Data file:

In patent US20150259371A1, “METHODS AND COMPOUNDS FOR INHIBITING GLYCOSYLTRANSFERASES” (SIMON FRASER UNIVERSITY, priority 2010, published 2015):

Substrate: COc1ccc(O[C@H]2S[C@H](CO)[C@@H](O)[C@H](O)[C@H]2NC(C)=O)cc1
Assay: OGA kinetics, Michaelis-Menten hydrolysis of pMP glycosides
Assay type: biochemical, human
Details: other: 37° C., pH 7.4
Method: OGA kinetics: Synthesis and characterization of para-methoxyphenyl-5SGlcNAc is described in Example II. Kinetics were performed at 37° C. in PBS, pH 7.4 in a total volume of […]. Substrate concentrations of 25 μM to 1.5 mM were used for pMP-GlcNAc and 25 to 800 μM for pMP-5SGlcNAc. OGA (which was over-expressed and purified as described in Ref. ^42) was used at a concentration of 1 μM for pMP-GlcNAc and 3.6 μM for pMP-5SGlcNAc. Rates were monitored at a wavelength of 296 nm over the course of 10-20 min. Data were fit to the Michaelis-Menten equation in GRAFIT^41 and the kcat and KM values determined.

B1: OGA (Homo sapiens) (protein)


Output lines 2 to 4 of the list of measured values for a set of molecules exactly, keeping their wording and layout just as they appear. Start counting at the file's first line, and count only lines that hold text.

Substrate: COc1ccc(O[C@H]2S[C@H](CO)[C@@H](O)[C@H](O)[C@H]2NC(C)=O)cc1
Assay: OGA kinetics, Michaelis-Menten hydrolysis of pMP glycosides
Assay type: biochemical, human